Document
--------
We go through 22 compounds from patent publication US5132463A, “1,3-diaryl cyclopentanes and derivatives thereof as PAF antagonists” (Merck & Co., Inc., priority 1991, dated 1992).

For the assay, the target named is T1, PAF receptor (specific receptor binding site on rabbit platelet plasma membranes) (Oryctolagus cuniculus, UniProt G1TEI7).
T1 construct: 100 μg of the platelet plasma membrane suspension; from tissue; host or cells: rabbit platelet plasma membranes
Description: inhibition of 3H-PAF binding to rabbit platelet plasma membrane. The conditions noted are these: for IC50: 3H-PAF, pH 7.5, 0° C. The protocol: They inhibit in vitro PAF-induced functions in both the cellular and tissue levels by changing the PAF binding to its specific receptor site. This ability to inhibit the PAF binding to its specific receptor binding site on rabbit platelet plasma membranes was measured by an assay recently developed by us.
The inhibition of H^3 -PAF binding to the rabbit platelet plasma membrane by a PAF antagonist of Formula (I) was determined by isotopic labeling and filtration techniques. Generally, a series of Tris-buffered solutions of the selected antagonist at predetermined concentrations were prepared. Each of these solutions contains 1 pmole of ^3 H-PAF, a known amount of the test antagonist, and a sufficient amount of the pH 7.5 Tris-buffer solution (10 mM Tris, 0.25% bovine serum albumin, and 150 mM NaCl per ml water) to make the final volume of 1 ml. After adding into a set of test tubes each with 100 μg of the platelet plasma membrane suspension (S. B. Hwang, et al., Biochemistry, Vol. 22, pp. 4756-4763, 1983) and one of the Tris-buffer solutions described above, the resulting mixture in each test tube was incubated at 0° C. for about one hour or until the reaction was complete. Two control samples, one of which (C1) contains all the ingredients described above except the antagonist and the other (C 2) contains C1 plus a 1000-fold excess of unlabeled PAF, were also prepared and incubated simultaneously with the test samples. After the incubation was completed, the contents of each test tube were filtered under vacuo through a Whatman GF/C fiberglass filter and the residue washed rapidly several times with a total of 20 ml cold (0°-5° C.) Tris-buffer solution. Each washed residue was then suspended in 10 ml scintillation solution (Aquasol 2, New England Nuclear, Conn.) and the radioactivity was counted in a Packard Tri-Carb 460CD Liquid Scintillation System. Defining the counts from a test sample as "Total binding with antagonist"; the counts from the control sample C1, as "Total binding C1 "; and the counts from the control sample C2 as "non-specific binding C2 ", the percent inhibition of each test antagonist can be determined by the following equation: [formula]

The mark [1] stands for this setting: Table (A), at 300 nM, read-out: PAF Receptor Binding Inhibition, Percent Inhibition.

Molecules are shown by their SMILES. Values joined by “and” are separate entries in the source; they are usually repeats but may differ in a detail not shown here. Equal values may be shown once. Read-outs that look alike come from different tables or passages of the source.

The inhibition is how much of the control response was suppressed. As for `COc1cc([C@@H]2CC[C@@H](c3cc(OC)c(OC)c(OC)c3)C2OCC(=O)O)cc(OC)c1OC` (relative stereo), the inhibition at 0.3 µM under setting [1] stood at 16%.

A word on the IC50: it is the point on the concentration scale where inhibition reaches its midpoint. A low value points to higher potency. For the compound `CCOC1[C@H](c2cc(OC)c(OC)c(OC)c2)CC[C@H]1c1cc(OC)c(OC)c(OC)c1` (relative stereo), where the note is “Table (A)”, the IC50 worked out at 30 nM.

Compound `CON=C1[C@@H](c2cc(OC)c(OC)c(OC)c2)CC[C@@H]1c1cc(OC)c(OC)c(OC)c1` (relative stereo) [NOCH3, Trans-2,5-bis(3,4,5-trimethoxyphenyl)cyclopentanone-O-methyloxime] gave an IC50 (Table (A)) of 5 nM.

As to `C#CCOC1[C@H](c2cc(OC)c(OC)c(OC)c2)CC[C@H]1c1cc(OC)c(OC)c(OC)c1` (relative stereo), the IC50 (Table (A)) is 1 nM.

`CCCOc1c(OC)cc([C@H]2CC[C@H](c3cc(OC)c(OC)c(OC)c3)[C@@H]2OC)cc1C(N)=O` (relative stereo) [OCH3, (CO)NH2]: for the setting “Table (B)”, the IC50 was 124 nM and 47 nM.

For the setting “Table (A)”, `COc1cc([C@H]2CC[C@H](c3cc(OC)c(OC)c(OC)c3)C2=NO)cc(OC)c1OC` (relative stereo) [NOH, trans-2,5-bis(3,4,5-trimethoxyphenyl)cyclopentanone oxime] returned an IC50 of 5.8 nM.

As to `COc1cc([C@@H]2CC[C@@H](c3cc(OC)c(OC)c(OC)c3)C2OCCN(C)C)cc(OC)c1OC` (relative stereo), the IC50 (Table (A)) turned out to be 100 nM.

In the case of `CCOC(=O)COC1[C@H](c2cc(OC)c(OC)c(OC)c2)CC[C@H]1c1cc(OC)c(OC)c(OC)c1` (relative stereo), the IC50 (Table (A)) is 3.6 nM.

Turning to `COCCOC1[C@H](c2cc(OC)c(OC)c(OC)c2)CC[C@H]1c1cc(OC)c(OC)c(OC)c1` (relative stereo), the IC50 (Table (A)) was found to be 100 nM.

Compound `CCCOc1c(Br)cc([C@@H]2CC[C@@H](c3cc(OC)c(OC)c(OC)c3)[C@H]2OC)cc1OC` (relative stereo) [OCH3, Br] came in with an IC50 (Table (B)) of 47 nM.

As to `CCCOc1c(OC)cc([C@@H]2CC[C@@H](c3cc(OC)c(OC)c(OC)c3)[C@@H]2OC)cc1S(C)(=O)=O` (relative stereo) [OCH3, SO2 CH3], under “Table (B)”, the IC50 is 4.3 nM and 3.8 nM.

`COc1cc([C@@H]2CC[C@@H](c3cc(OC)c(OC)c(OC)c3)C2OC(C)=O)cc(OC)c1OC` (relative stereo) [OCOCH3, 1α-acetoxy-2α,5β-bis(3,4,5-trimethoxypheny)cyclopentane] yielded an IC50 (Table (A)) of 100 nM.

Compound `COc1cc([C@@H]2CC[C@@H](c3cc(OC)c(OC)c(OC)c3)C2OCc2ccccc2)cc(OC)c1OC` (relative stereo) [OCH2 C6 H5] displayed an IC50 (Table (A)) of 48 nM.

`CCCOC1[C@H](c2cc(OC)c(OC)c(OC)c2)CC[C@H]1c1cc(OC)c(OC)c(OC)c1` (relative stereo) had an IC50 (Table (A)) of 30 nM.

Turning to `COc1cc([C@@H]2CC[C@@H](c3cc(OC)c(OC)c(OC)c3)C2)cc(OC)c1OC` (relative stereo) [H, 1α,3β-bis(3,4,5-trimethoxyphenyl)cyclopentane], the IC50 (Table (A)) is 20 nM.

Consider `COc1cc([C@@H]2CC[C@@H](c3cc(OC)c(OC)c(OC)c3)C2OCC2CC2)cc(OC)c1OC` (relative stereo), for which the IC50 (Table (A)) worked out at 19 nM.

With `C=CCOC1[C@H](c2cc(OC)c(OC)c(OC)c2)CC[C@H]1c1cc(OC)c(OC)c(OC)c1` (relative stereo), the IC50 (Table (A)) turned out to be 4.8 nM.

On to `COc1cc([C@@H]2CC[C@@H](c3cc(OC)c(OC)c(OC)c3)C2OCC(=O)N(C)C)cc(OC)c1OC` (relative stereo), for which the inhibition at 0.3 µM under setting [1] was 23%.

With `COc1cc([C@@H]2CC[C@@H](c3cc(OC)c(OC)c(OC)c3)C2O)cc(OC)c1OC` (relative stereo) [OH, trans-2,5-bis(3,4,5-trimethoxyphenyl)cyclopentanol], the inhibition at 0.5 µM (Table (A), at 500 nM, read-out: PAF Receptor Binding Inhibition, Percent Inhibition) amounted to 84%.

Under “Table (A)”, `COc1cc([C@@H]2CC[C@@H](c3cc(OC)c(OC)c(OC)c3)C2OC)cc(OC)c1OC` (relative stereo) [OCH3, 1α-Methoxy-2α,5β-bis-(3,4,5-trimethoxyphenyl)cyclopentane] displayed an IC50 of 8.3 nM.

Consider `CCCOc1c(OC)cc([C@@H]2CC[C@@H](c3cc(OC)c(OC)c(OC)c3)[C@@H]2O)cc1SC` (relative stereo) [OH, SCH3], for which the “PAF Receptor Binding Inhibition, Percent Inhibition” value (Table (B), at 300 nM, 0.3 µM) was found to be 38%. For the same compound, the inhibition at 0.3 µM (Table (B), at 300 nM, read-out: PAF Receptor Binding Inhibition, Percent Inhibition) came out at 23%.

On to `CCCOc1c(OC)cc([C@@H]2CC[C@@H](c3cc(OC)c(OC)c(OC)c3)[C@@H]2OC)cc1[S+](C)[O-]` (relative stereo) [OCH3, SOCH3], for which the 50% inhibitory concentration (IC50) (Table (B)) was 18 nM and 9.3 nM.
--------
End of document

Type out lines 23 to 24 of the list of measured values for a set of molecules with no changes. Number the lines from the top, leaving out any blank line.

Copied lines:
Consider `COc1cc([C@@H]2CC[C@@H](c3cc(OC)c(OC)c(OC)c3)C2OCC2CC2)cc(OC)c1OC` (relative stereo), for which the IC50 (Table (A)) worked out at 19 nM.

With `C=CCOC1[C@H](c2cc(OC)c(OC)c(OC)c2)CC[C@H]1c1cc(OC)c(OC)c(OC)c1` (relative stereo), the IC50 (Table (A)) turned out to be 4.8 nM.